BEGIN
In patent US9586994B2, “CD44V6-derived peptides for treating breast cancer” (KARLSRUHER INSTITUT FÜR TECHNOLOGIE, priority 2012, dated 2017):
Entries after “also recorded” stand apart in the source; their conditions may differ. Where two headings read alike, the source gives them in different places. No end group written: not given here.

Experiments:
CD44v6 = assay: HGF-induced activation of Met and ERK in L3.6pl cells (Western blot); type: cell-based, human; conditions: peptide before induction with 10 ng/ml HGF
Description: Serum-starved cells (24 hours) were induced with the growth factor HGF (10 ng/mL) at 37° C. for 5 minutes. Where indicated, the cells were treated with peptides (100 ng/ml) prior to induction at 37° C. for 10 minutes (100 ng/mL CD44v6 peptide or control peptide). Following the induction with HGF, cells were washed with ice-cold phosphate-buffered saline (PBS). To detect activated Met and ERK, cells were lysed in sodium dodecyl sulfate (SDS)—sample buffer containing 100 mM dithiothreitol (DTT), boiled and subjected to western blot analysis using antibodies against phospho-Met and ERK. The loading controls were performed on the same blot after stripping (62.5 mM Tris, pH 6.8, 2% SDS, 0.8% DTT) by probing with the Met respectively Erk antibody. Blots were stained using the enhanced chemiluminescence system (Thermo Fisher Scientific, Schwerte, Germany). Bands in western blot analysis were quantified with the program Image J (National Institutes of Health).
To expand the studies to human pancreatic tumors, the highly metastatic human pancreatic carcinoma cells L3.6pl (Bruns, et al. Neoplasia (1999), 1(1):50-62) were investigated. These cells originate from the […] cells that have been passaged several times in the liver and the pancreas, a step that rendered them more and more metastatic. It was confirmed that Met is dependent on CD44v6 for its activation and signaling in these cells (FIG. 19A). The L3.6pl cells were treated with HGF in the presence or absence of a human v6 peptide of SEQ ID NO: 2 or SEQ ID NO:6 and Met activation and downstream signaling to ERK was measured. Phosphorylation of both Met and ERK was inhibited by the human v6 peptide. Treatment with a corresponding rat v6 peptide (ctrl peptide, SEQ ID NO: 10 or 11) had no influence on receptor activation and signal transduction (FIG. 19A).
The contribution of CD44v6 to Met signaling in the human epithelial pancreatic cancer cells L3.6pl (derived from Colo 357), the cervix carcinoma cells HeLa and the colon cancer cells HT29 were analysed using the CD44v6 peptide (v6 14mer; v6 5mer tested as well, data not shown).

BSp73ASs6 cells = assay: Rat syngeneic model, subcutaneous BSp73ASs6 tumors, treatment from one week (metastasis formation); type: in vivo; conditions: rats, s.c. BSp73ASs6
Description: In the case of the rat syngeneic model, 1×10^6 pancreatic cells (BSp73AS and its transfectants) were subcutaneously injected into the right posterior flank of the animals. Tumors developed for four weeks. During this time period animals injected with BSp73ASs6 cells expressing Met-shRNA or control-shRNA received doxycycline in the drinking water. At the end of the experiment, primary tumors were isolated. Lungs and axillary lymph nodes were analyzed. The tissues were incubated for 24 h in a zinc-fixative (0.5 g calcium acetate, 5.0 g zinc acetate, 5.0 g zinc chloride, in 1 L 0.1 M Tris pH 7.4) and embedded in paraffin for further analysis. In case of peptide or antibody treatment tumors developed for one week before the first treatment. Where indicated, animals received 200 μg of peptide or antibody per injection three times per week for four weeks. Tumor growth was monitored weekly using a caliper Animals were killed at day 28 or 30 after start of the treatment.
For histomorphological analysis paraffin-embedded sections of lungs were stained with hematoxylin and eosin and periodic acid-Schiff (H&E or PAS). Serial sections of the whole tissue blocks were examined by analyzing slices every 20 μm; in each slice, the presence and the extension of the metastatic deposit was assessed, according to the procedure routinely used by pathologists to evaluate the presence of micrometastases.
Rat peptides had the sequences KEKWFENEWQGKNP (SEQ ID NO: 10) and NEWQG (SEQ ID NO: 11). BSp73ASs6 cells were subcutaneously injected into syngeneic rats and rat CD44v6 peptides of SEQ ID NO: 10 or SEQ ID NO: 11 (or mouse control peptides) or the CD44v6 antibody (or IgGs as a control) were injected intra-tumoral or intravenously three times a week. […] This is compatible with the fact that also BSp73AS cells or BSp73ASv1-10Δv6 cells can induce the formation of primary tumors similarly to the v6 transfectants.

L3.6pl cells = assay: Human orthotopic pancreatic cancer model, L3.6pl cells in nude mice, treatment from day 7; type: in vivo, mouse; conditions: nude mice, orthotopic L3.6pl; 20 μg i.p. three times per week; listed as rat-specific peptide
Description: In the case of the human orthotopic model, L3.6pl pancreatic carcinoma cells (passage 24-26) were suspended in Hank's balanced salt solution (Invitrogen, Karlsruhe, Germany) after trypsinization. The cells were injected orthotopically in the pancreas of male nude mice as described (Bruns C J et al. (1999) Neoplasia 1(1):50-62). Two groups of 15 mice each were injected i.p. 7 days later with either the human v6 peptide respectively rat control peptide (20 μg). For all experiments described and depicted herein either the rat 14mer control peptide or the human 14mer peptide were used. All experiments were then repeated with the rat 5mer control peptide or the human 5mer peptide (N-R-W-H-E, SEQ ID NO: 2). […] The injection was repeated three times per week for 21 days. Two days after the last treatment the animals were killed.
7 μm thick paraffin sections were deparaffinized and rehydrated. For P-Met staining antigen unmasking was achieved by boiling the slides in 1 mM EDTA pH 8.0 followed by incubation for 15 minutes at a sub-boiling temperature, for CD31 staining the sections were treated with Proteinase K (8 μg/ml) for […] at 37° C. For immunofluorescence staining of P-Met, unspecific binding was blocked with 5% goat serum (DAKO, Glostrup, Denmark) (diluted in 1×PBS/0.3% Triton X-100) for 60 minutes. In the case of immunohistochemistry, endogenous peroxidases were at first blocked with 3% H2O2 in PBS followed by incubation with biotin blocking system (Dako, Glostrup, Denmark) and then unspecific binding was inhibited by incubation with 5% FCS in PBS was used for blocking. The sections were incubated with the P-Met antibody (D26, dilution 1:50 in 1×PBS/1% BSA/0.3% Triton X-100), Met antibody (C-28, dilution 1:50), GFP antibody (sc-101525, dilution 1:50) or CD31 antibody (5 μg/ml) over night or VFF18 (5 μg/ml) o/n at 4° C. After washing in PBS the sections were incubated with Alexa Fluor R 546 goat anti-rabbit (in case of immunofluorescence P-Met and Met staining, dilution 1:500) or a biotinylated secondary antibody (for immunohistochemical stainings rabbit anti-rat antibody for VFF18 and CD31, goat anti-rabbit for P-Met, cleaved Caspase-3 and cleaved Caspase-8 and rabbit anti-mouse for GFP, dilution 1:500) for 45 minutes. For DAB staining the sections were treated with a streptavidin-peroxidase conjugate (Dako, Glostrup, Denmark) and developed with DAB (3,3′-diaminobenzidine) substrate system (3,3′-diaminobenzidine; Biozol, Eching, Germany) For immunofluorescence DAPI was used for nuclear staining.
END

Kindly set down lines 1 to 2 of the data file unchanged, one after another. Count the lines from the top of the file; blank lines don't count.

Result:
In patent US9586994B2, “CD44V6-derived peptides for treating breast cancer” (KARLSRUHER INSTITUT FÜR TECHNOLOGIE, priority 2012, dated 2017):
Entries after “also recorded” stand apart in the source; their conditions may differ. Where two headings read alike, the source gives them in different places. No end group written: not given here.